to the extent that I could see the mainland from the island.

It won’t be too long before it freezes 
from the look of things.  
Any water that splashes into the canoe 
the last couple of days has frozen in the bottom.
The top edge and the sides of the canoe 
above the waterline are quite heavily encrusted with ice.  
I’ll have to get a de-icer like an airplane if I am not careful.

The water fascinates me these days.  
It is so cold that the water is sort of viscous 
like maple syrup or thin molasses.  
It doesn’t run off the paddle like it normally does, 
but sort of oozes off like maple syrup would ooze off a knife.  

The paddle even seems to move through the water 
less freely than normally.  
The Father tells me that this is a sure sign 
that freeze-up is not too far off.

I see that I have made a few mistakes in spelling.  
Some of them, like ‘watter,’ are typographical errors; 
but others I must take full credit for.  
Oh but I wish that Sara was here 
to tell me how to spell certain words. 


Uno is making 
like Rembrandt 
and is trying 
to paint a picture. 

This wouldn’t be so bad, except he has been trying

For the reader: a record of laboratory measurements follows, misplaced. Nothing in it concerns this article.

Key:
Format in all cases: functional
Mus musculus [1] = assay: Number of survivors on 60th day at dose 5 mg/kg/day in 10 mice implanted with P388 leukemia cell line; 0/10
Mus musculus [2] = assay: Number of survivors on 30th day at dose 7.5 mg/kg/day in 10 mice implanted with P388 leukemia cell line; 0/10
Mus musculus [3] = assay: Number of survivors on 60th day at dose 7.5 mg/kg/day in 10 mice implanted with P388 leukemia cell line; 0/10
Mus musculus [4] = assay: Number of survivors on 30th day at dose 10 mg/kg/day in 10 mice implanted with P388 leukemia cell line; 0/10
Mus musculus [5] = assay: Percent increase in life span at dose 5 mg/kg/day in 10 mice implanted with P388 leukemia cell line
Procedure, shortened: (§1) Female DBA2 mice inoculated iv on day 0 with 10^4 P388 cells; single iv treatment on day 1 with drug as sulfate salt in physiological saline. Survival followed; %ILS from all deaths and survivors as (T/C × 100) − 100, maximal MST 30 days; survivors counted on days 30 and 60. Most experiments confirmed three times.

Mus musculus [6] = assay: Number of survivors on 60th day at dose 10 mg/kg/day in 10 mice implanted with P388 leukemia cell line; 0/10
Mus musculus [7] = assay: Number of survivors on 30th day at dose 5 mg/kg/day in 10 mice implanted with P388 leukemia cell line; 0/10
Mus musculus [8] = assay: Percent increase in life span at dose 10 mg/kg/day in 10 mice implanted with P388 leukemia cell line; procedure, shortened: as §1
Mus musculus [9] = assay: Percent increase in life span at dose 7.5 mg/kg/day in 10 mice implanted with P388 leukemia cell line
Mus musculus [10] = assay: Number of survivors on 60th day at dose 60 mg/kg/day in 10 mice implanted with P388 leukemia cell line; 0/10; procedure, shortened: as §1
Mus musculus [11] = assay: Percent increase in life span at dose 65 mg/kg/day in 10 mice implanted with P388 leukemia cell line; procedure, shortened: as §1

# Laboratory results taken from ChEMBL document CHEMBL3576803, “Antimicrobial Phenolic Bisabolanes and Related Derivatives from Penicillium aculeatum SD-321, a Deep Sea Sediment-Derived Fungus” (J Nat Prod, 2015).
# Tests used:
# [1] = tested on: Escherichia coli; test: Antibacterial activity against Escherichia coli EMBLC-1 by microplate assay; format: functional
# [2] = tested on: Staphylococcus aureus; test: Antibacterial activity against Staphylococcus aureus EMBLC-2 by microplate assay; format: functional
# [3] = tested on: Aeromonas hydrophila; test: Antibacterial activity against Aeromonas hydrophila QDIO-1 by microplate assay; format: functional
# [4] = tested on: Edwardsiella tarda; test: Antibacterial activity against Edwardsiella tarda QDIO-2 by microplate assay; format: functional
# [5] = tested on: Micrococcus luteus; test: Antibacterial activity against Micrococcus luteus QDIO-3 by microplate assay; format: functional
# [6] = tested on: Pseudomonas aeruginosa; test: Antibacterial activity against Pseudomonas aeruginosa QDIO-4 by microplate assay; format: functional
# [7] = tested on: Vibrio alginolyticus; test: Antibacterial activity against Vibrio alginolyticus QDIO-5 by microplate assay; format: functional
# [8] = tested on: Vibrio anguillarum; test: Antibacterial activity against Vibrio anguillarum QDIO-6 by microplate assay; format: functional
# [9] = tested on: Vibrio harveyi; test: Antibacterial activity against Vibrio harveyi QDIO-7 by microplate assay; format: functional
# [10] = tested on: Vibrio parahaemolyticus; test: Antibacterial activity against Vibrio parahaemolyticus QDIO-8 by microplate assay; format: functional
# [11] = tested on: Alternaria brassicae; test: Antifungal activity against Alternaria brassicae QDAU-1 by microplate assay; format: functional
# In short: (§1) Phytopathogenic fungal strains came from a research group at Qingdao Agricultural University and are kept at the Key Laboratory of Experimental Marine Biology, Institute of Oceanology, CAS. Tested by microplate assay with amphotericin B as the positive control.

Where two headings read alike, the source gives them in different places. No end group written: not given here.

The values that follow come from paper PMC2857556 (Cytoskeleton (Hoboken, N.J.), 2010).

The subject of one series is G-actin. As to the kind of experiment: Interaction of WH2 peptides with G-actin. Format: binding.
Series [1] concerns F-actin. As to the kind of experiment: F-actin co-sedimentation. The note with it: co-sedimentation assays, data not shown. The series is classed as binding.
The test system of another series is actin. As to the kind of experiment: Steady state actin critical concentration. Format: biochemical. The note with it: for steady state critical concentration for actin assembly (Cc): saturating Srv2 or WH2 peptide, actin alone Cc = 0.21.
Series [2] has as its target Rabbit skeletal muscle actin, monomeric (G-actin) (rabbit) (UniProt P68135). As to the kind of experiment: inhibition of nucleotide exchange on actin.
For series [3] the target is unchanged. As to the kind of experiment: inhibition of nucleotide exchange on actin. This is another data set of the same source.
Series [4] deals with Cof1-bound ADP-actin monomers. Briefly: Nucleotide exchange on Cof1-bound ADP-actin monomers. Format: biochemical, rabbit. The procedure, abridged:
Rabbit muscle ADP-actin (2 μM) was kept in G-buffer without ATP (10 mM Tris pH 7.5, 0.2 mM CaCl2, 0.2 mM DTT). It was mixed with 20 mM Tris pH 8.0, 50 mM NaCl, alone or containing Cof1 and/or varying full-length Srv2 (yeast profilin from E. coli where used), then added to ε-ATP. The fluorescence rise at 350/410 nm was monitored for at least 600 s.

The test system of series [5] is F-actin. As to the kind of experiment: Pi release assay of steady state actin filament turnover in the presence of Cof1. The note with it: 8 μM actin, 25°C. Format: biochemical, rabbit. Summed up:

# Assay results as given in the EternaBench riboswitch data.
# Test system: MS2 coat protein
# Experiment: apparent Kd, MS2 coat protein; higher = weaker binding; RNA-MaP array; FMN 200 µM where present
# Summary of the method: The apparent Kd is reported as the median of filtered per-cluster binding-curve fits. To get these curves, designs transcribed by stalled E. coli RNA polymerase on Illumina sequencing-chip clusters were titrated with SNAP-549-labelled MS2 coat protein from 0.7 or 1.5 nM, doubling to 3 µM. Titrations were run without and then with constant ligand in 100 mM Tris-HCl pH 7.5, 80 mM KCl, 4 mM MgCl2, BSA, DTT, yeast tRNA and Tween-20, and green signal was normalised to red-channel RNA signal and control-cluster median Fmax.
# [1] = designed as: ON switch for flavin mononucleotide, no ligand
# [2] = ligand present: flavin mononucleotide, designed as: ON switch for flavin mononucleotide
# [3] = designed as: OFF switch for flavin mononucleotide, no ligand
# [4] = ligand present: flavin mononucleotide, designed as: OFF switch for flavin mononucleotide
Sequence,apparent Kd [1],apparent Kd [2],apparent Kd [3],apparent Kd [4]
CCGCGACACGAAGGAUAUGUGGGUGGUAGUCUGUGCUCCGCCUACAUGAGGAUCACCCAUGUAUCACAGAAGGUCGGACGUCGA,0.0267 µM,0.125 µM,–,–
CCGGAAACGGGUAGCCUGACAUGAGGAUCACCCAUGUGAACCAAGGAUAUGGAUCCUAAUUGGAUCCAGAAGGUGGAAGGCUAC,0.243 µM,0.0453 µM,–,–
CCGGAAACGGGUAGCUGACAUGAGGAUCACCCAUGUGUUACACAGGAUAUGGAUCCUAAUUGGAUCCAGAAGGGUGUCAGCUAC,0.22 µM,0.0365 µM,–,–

to paint the same damned picture ever since I arrived.  
I am getting sick of the sight of it 
and would like to see him start something else for a change.

Today was the first day back at school after the flu, 
and my goodness, but you’d think it was the first day again.  

Three days away from those Indian children, 
and I have lost all the ground that I had gained 
in overcoming their shyness.  
I sometimes wonder if I will overcome it.

We lit the big stove last night for the first time 
in an effort to keep the cottage warm all night.  
It isn’t very nice getting up in a house that is as cold as charity.  

I think, though, that we have a lot to learn about regulating it, 
for we nearly roasted for the first part of the night, 
and by morning the fire was burned out, 
and it was as cold as ever here this morning.  
Oh well, we have the whole winter to learn, haven’t we?

Well, I guess that winds it up for tonight.

Bye now,

I'm laughing as I think of all the years
I shared a small bedroom and/or a bed
with my sister Donnie ~ 
We had our testy moments too! 

Well, I guess that winds it up for me tonight also! 

Till next time ~
Fundy Blue


  1. Your dad lived on the edge of danger having to paddle when that water was so cold. If he tipped over he would have frozen.

    I didn't realize that he was an artist too.